The American Rescue Plan includes nearly $130 billion for elementary and secondary education, plus hundreds of billions more for state and local governments, to help address the fallout of the coronavirus pandemic. But a key piece of the package for K-12—known as “maintenance of equity"— is a direct result not just of COVID-19, but the aftermath of the Great Recession.
It’s designed, essentially, to prevent state or local funding cuts from falling disproportionately on students in poverty. There are similar protections in the law against outsized staffing cuts in schools serving large shares of those students. These restrictions on spending decisions apply to states as well as school districts.
Supporters of these requirements say they will help prevent a repeat of what happened roughly a dozen years ago, when states and districts left reeling by the collapsing economy slashed their education spending in ways that too often hurt disadvantaged students the most. And there’s some relevant history related to these issues that dates back to controversy during the Obama administration.
“It’s pretty common sense,” said Ary Amerikaner, a senior vice president at the Education Trust, a group led by former Secretary of Education John B. King Jr. (Amerikaner and others have lobbied Capitol Hill to include these provisions since last year.) “If you have to make cuts, you shouldn’t be making cuts in the places that have the greatest needs and where the coronavirus has impacted people the most.”
The maintenance of equity provisions aren’t an ironclad guarantee against funding cuts themselves, however, and not all schools with significant shares of students from low-income households will be shielded.
And given that many states might not be facing the dire economic outlook that many predicted a year ago, a large share of schools might avoid substantial funding cuts after all, unlike what happened during the Great Recession. That would be very welcome news in general for many education officials.
Where any significant cuts do occur, however, the equity mandates could make districts’ decisions about things like hiring and staffing more complex by putting constraints on their flexibility.
Although the policy is well-intentioned, Noelle Ellerson Ng, the associate executive director of AASA, the School Superintendents Association, said her group has “very serious concerns about the implementation.”
“In some ways it just misses the reality of local school district budgets,” Ellerson Ng said.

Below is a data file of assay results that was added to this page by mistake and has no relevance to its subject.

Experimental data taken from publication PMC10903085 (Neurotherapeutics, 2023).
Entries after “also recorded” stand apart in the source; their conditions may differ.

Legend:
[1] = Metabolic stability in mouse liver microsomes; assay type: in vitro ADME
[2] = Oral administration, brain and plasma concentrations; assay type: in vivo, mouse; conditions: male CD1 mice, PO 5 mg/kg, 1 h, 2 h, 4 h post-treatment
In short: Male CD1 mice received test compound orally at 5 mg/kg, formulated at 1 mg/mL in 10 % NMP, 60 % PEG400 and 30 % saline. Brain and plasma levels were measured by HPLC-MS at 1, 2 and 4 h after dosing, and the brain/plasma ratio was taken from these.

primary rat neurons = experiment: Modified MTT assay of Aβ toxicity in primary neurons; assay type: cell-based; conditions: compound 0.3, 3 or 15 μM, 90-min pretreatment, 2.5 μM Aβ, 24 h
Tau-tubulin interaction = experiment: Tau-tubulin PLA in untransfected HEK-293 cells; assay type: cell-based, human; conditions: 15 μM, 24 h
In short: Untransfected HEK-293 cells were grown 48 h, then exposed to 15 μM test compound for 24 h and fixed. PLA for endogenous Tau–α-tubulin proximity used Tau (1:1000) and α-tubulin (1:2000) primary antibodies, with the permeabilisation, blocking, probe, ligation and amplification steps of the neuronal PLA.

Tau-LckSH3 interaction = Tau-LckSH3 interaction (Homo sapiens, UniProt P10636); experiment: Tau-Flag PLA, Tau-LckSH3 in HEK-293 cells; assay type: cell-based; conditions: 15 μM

State and local funding decisions will be affected
States and schools that accept American Rescue Plan money have to abide by the maintenance of equity mandates, although these will have implications beyond the relief package.
The rescue plan says states cannot cut per-pupil funding to “highest poverty” districts for fiscal years 2022 and 2023 in a way that brings per-pupil funding below where it stood in fiscal 2019. This would shield the highest-poverty districts that together make up 20 percent of state enrollment. The level of student poverty would be determined using U.S. Census Bureau data (assuming that data is available) on economically disadvantaged students.
Here’s a chart showing what that means for states.
There’s a similar provision when it comes to “high need” districts. States count enrollment starting with the district with the highest share of economically disadvantaged students, then moving to lower-poverty districts. This count continues until 50 percent of the state’s students are represented. At that point, the state would be prohibited from cutting per-pupil funding to those districts counted as “high need” by an amount that exceeds any overall per-pupil funding cut the state makes for fiscal years 2022 and 2023.
Maintenance of equity also covers districts—and that’s where things could get even more complicated.
- Districts can’t cut per-pupil funding from state and local sources to “high poverty” schools more than they cut per-pupil aid to all their schools.
- Districts can’t cut full-time-equivalent staff per student at those schools more than they reduce staff per student district-wide.
The law defines “high poverty” schools for districts as those that are in the top 25 percent of schools with respect to the share of economically disadvantaged students they educate. The state can define “economically disadvantaged” by selecting a measure from several offered by the U.S. education secretary.
But there are a lot of districts that will be exempted from this requirement.
- Districts that enroll fewer than 1,000 students are exempt from this requirement. In the 2017-18 school year, at least 6,270 districts had fewer than 1,000 students, according to federal data. That’s nearly half the school districts in the United States.
- Local education agencies that operate just one school would be exempt; that would cover some charter school operators.
- A district that serves all students within each grade span with a single school would also be exempt.